With a heavy heart, Mayor Julie Struck made it official that the city is looking to bring forward a Business and Occupation Tax that could possibly generate as much as $300,000 to the future of South Bend. In a letter of information and justification penned earlier in the day, Mayor Stuck brought the B&O Tax question to the city council and the attending audience.
"The City of South Bend has been hamstrung by inadequate financing (in particular the general expense fund) for the last few years," stated the letter, "The city has been using reserve funding to cover revenue shortfalls each year. That reserve funding is exhausted."
The letter continues to point out that with inflation increasing on the average of 2.1% annually for 2010, by 2013 it equates to an 8.4% increase. The mayor noted that compared to 2009, expenses have increased 11% and revenue has decreased 24%.
"The city cannot continue on this trajectory," she said.
The tax would implement the state restricted .002% on South Bend businesses and any company that conducts business within the city limits, starting in 2015.
The guidelines are set for a business that generates $50,000 in revenue to pay $100 in tax. A small business that makes less than $5,000 per quarter would be exempt, as well as non-profits would be exempt. Those under the threshold will pay an annual business license fee of $50.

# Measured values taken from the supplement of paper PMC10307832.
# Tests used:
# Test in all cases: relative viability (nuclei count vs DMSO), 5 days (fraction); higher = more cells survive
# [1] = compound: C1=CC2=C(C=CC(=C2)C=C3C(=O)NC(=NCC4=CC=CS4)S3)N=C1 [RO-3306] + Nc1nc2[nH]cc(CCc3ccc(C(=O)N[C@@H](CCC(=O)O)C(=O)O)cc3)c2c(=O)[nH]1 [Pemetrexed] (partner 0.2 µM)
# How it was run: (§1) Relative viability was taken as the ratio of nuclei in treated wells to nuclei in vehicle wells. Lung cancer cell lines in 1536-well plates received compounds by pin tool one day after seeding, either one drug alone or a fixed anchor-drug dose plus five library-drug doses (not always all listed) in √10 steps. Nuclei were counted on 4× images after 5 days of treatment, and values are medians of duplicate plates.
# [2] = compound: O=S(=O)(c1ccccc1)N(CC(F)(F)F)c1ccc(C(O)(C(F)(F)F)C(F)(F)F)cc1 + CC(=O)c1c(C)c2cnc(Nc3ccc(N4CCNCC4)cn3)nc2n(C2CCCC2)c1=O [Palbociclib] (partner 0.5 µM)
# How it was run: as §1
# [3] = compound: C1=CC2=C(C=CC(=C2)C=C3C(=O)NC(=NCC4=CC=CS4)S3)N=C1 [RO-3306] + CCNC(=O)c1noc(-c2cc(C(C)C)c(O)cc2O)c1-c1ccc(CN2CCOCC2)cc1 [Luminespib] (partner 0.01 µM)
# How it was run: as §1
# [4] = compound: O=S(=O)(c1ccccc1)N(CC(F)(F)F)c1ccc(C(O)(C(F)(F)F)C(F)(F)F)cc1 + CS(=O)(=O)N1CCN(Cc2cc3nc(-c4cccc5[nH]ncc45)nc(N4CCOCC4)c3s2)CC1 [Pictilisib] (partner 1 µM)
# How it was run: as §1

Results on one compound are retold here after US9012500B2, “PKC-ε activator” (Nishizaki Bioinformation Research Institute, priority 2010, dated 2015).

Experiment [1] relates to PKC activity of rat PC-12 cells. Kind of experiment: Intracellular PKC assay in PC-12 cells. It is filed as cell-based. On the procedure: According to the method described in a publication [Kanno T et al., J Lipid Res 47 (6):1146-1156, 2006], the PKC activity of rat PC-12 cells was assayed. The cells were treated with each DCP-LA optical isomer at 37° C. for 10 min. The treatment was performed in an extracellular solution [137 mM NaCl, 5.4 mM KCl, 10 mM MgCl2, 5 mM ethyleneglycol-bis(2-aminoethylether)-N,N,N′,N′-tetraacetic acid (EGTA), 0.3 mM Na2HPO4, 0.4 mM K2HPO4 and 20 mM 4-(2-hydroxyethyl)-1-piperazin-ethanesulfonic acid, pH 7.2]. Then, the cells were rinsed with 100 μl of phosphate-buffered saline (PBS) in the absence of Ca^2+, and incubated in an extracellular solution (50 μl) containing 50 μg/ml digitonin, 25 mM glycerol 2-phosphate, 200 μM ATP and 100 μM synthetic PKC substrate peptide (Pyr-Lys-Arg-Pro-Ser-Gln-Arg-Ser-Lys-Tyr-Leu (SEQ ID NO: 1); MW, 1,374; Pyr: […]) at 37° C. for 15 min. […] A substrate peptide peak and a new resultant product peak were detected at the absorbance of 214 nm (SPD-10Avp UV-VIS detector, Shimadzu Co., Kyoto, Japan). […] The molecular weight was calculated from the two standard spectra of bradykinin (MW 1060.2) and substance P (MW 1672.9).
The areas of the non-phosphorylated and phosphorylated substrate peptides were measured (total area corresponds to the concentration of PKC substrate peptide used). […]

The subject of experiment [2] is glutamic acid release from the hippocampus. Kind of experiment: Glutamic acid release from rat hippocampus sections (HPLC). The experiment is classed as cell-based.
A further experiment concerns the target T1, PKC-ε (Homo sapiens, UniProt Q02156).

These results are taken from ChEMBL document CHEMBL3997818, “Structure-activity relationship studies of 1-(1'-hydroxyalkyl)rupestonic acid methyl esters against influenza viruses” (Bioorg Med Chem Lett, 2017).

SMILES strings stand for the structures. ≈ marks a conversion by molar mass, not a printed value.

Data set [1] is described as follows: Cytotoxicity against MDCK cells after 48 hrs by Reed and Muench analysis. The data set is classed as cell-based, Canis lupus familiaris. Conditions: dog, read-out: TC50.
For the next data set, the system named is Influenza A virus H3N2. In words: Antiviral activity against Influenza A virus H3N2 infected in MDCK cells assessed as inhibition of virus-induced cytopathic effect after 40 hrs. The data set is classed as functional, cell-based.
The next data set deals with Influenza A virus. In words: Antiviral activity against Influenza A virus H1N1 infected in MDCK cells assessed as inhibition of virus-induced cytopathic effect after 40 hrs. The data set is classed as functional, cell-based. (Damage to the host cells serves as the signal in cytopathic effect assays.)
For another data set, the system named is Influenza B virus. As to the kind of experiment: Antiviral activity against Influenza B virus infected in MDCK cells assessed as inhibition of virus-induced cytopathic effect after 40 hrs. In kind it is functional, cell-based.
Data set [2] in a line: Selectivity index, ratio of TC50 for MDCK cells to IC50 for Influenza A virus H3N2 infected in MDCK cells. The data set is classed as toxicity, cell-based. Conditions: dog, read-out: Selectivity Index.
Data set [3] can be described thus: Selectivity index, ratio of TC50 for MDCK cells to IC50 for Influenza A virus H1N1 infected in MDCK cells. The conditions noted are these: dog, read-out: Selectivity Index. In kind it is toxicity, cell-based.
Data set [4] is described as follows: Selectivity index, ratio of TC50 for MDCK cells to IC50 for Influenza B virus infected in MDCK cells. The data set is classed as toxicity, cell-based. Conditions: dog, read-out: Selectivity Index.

The tax is scheduled to be collected quarterly and is estimated to generate a possible $300,000 dollars that should keep the city afloat for the time being. During the council and public discussion it was pointed out that South Bend is possibly one of only three cities in the area that does not have a B&O tax.
"Most cities that we looked at during the process of setting up this possibility have had a tax like this since the 1980's," reported clerk/treasure Dee Roberts.
When questioned why this had not been done earlier in the history of the city, Councilman Robert Hall offered his opinion that when the council did try this earlier people just saw it as a new tax that they did not want, and they never really looked at it.
On the agenda, two new ordinances, #1486 and #1487, scheduled as a first reading, were moved to their second reading during the meeting. It was further announced that the question of invoking the B&O tax will be open for public discussion at the next city council meeting on October 27, at and the November 10 meeting to gain additional input from the community.